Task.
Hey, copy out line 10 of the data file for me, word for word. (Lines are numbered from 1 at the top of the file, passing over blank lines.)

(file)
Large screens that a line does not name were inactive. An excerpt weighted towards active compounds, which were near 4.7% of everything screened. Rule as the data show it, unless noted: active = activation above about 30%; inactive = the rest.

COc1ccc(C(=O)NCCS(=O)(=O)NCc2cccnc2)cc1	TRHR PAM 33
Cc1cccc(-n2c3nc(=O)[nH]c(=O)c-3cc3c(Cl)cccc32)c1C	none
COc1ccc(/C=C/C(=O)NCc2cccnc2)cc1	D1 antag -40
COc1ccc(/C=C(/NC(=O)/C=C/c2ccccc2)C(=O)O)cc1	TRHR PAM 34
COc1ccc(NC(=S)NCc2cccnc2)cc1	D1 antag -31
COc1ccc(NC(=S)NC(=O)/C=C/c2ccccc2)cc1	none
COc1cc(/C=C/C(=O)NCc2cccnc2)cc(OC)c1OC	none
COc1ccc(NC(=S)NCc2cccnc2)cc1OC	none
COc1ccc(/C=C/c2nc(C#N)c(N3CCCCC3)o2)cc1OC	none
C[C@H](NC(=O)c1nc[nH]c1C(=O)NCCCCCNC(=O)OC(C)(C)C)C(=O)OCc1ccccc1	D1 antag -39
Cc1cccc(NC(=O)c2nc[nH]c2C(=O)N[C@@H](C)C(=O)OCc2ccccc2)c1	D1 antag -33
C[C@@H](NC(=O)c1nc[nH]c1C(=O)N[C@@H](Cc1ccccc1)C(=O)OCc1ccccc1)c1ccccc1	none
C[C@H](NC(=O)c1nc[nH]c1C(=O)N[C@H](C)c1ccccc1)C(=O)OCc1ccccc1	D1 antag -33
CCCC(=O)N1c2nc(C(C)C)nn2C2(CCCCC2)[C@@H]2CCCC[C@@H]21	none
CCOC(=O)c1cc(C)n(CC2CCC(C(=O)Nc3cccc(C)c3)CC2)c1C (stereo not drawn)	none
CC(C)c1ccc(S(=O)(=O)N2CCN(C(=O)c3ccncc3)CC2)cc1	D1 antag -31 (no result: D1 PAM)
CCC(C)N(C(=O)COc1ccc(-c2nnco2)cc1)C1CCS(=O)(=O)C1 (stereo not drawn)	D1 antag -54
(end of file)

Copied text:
COc1ccc(/C=C/c2nc(C#N)c(N3CCCCC3)o2)cc1OC	none